The Night I Did The Wrong Thing For My Family

Tonight, one woman fed my family while another one did our laundry.


Listen, I’m not always proud of the choices I make as a mother, as a wife. It’s tough – being that default parent, having the noticeable duties and responsibilities of this family rely heavily on my ability to overcome obstacles that I never thought imaginable.


I developed shingles when I was 27 years old. To say I am familiar with the noun “stress” would be an understatement. I’m now 32 years old, 5 years into marriage, and 2 kids deep. It’s humorous to compare the 27 year old’s stress with the 32 year old’s. How I long for the 27 year old’s.


My husband and I both work full-time. We own our home and our family is active. The number of nights we all sat down and relaxed as a family this summer, I can count on one hand. Our once beautiful front porch is a chaotic nightmare filled with empty boxes, some trash, coolers, scooters, bikes and somewhere underneath it all I think there are two chairs and a table.


I was inspired one afternoon and cleaned it all off in hopes of creating a nice seating area to watch the kids while they play. It lasted about a week.


Our nice long cemented driveway has small piles of clutter alongside the house that were created after we “cleaned” out the basement one afternoon. There are weeds along our fence that I’ll sometimes pull to kill time, while the 3 year old plays in the backyard that is lucky to be mowed once every 3-4 weeks. It doesn’t seem to bother her much; though I think I heard her say the grass was itchy on her legs the other day.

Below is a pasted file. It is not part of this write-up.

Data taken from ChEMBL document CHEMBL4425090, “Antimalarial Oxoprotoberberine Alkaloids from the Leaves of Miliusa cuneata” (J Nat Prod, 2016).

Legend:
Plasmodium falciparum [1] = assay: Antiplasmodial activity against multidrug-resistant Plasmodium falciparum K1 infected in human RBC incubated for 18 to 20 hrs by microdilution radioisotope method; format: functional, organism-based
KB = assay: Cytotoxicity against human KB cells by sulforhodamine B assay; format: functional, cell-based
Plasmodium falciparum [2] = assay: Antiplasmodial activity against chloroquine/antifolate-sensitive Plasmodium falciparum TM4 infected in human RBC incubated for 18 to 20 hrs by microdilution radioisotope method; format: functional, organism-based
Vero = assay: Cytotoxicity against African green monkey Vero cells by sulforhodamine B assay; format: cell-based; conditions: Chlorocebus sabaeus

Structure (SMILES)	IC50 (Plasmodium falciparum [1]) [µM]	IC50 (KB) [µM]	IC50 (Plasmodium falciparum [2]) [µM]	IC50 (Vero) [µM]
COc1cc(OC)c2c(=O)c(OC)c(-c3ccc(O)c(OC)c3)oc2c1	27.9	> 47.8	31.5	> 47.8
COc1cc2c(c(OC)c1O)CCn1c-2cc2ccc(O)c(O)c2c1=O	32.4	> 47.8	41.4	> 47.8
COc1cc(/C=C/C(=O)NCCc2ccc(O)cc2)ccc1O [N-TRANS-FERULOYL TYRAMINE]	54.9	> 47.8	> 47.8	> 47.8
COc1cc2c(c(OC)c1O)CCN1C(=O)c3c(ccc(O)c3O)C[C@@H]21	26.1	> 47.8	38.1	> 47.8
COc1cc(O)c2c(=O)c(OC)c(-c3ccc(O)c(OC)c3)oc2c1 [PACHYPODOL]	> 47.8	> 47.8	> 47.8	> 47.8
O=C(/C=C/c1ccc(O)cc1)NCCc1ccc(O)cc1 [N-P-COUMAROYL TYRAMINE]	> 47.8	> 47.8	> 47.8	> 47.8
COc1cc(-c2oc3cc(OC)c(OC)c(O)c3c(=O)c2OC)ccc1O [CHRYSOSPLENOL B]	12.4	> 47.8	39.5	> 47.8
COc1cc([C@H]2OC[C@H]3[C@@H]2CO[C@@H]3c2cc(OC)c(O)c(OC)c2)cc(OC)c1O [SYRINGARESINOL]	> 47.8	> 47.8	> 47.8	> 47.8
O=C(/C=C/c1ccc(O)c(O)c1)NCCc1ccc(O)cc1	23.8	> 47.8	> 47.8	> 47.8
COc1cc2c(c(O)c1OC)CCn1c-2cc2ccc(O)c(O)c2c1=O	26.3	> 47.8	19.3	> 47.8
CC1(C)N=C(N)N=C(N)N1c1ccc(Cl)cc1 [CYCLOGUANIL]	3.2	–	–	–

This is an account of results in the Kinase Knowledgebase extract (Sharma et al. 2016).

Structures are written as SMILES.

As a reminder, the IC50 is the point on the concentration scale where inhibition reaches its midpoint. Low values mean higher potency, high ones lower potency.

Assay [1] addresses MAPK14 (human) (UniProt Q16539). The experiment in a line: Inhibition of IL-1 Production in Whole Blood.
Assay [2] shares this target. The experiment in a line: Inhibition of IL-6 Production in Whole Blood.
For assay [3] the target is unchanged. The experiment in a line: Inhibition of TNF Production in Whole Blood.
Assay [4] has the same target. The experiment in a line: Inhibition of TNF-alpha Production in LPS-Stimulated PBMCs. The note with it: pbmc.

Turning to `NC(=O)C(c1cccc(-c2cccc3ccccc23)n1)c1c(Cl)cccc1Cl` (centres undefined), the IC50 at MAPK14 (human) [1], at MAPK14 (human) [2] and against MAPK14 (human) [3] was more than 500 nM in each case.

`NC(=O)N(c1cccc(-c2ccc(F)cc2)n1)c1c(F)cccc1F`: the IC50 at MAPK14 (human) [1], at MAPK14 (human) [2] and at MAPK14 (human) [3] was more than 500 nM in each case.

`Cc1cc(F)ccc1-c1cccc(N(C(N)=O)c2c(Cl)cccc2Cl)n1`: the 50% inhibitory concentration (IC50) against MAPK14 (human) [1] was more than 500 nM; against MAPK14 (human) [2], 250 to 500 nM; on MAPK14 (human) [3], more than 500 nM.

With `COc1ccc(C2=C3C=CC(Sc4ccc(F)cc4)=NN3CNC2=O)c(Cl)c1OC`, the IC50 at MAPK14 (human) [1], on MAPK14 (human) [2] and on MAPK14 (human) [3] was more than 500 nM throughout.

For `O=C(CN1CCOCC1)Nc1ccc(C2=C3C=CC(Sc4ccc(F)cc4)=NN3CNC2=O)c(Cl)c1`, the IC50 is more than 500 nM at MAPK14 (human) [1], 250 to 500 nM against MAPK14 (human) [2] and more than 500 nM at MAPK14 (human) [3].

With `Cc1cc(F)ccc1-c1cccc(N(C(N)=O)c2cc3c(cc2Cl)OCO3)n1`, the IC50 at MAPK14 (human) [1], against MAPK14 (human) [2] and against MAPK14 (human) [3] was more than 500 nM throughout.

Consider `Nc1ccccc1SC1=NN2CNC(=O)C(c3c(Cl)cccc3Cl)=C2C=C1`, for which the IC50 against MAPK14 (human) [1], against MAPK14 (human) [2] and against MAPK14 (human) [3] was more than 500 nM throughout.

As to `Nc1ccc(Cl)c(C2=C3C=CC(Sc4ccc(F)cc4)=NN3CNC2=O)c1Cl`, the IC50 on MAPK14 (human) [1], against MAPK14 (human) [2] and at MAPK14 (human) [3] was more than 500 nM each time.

On the inside of our house, from room to room, we have one unfinished project after another. And laundry that seems to compile by the hour. I wish I were over exaggerating – my husband takes about 2-3 showers a day while the oldest daughter unnecessarily changes her outfit 6 times a day, and then also, a 3 year old – need I say more?


Neither my husband nor I are very good with follow through. I become sidetracked and he becomes bored. We both become stressed – but have completely different stressors.


So, tonight I caved. After coming home from work I had planned on preparing dinner as I do most nights, but then I saw the mountain of laundry growing steadfast.


While the oldest has been at a friend’s house all week because her sitter has started school and we are sitter-less, I thought to myself that’s one less mouth to feed. My husband and I can usually fend for ourselves and make do with whatever the cupboard has to offer. But then there’s the 3 year old.


I set a bowl of ice cream in front of her in hopes it’d tide her over until settling on a dinner plan, programmed the TV to her favorite show and got to work compiling all of the dirty laundry I could find throughout the entire house. I loaded 4 baskets of clothes into the SUV, rushed the kid to finish her ice cream, and set out to find the nearest Laundromat.


Did you know that some Laundromats offer drop-off service? To my dismay, it was an opportunity I couldn’t just disregard. I was certain it was a sign from God. Who am I to ignore this message from our mighty Lord?


.95 cents per pound. Shit. However… she’ll fold it too… 89 pounds. I had 89 pounds of dirty laundry and a king size comforter. It would cost $95 for someone else to wash, dry, and fold my laundry.


Thinking back to my earlier stress regarding the budget and how we suck at sticking to it, my thoughts muddled. Trade one stress for another stress…  I settled on a little less than half and the total ended up being $40. I washed the other half myself while my 3 year old flipped through pages of an expired Cosmopolitan, pointing out different dresses she liked and didn’t like.